Mil­i­tary Academy Ap­pli­ca­tions

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US Se­na­tor Tom Udall's of­fice is ac­cept­ing ap­pli­ca­tions for nom­i­na­tions to US mil­i­tary ser­vice acad­e­mies. These acad­e­mies pro­vide an ex­cel­lent ed­u­ca­tion and op­por­tu­ni­ties for lead­er­ship in mil­i­tary and civil­ian life. If ac­cepted, ap­pli­cants would be­gin at­tend­ing in the summer of 2014.

To ap­ply to the Mil­i­tary Academy (West Point), Naval Academy, Air Force Academy and Mer­chant Ma­rine Academy, can­di­dates must com­plete an ap­pli­ca­tion on Udall’s web­site, as well as all academy ap­pli­ca­tion re­quire­ments.

Ap­pli­cants must be at least 17, but no older than 23 on July 1, 2014, must be US cit­i­zens, and re­side within the le­gal bound­aries of New Mex­ico. The dead­line for a nom­i­na­tion from Udall is Oc­to­ber 11, 2013. Sub­mit ap­pli­ca­tions at: To­mu­­ academy. For ques­tions, call 505-346-6791. en­ter the green­house proper through a sec­ond door from the 4X6 en­try area.

The glaz­ing is a prod­uct called Solexx which looks like tiny pil­low tubes stuck to­gether. It is rated to in­su­late far bet­ter than glass. It has an ad­di­tional qual­ity that dif­fuses the sun­light to elim­i­nate shad­ows. This is a very strange ef­fect but the plants get more light over all and do not burn. It is set on a 45 de­gree an­gle and aimed as close as pos­si­ble to get the most of the win­ter sun. This was done with­out cut­ting down any trees!

The green­house has an ex­haust fan sys­tem which is ther­mo­stat­i­cally con­trolled. When the fan comes on a tiny mo­tor opens the lou­vered vent in the op­po­site wall. This keeps the place from be­com­ing an oven in summer.

The main tem­per­a­ture mod­er­at­ing sys­tem is geother­mal. There is 300 feet of cor­ru­gated pierced—with slits four times each inch—black poly drainage tub­ing is buried un­der the floor of the green­house. One end of each pipe goes into a plas­tic 55 gal­lon bar­rel. This bar­rel has a duct fan at­tached to the top with a large PVC pipe con­nected to it. The PVC pipe con­tin­ues to near the high­est point of the grow­ing area. The other ends of the tubes come up to vent back into the green­house close to the floor. The tube has a knit sock on it to keep dirt from clog­ging the pierced slits. It had a sim­i­lar look to the mon­ster in Tremors all be­fore it was cut up.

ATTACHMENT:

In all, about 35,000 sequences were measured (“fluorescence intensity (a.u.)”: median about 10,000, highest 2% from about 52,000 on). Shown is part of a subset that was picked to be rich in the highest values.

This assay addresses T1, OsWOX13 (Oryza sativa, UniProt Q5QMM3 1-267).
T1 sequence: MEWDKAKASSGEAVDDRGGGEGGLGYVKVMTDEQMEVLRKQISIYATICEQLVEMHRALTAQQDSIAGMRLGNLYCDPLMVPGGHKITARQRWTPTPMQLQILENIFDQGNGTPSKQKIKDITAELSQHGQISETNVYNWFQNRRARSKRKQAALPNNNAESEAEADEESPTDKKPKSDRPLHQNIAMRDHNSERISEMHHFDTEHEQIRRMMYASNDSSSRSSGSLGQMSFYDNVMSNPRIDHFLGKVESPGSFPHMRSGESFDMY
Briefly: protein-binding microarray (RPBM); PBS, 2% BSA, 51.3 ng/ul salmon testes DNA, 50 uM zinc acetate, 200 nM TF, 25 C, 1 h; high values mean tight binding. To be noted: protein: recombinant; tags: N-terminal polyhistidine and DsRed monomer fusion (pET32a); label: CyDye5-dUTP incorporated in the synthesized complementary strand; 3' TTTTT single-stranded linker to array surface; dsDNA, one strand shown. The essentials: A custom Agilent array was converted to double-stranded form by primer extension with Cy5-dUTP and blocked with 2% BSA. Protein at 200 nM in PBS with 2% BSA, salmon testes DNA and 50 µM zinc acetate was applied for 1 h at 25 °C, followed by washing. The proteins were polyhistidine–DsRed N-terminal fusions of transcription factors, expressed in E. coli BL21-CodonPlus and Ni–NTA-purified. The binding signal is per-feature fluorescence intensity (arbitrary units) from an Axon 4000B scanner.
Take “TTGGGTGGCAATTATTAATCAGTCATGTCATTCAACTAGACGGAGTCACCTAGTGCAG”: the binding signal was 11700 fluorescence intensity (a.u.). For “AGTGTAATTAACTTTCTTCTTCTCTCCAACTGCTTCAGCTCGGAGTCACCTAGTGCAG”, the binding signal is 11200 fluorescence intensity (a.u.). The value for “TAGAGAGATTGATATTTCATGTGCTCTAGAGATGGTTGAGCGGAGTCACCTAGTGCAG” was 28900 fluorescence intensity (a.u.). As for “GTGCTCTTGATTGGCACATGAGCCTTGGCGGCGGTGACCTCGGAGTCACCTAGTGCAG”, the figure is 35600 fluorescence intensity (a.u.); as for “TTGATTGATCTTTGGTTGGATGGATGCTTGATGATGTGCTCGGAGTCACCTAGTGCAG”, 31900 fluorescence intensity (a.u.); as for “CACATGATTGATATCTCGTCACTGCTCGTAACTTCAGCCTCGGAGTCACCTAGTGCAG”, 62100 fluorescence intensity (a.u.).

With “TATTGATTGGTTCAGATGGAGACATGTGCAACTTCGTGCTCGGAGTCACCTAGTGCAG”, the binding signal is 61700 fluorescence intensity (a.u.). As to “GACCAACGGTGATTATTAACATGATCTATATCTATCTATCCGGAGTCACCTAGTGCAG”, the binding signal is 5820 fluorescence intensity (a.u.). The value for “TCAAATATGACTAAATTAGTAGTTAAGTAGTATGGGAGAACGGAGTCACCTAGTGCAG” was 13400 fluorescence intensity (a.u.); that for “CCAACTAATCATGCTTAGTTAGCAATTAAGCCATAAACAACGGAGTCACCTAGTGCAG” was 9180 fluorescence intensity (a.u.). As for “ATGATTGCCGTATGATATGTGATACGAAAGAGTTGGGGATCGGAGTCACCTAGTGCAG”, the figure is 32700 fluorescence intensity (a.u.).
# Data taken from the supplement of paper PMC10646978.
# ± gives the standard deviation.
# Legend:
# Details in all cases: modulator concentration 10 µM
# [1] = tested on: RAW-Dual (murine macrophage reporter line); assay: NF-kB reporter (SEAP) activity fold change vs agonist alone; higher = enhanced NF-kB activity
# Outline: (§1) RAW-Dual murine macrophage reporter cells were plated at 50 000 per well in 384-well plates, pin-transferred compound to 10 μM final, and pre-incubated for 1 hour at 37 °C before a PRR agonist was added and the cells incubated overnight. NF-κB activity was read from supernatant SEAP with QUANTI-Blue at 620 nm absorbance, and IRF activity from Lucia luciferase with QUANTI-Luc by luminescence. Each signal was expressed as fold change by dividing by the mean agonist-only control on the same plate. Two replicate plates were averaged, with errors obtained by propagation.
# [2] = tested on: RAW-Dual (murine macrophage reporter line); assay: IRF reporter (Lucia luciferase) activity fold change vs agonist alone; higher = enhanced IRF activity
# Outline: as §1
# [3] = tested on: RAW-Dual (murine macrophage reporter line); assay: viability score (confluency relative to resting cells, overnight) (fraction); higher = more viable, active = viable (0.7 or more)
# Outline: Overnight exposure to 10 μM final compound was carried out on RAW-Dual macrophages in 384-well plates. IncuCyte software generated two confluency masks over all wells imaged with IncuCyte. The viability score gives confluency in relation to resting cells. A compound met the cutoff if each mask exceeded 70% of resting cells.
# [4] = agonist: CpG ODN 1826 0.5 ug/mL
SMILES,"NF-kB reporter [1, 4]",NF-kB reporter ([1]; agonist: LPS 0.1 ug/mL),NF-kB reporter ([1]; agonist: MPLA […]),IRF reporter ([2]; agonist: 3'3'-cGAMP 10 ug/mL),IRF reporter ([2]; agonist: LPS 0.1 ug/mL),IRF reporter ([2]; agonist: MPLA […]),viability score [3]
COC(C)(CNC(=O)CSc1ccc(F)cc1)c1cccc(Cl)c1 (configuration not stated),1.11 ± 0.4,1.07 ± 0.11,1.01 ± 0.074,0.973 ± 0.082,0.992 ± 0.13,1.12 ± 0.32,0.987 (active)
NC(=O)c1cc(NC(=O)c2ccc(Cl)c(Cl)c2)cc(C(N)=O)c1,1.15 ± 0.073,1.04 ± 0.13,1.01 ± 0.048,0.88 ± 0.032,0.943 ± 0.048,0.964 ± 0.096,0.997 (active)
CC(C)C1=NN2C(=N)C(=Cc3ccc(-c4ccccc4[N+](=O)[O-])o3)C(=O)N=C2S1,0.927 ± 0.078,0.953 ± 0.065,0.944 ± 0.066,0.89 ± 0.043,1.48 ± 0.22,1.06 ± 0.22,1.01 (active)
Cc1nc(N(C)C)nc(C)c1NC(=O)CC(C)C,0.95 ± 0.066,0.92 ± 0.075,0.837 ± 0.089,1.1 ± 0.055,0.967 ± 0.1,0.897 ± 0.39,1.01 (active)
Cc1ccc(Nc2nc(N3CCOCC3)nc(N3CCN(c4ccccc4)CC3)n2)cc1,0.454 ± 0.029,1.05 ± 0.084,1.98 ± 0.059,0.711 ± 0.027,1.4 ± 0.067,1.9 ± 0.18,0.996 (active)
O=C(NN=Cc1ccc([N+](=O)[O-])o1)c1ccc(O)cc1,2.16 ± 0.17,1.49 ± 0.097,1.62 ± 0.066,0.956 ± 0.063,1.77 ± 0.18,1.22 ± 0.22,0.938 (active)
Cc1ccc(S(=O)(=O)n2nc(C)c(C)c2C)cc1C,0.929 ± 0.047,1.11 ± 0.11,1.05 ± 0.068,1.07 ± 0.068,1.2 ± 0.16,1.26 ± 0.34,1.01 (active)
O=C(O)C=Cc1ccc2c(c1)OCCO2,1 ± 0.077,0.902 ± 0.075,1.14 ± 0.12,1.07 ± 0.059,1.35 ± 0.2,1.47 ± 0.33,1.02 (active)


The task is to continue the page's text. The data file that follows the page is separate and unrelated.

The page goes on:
It was buried with small gravel all around. The idea is to pull the very hot air from the ceil­ing, run in through the 300 feet of tub­ing, push­ing the hot air out through the slits in the tub­ing as it goes, re­turn­ing cooler air to the grow­ing area dur­ing the day. The fan has a ther­mo­stat and 2 speed set­tings. When the tem­per­a­ture drops, the sec­ond ther­mo­stat turns the fan on at a slower speed to push through the heated gravel and warms the green­house.

Well, it works! Our snow peas were grown out­side last summer, moved into the green­house and con­tin­ued to pro­duce through Fe­bru­ary. Now we are eat­ing let­tuce and spinach started in win­ter and pro­duc­ing boun­ti­fully.

This is an en­cour­age­ment to fresh food lov­ing county dwellers. It may be too elab­o­rate for some, but any part of it can ex­tend your grow­ing time here, give you a big­ger crop, more nat­u­ral vi­ta­mins and hope­fully con­tinue your good health!

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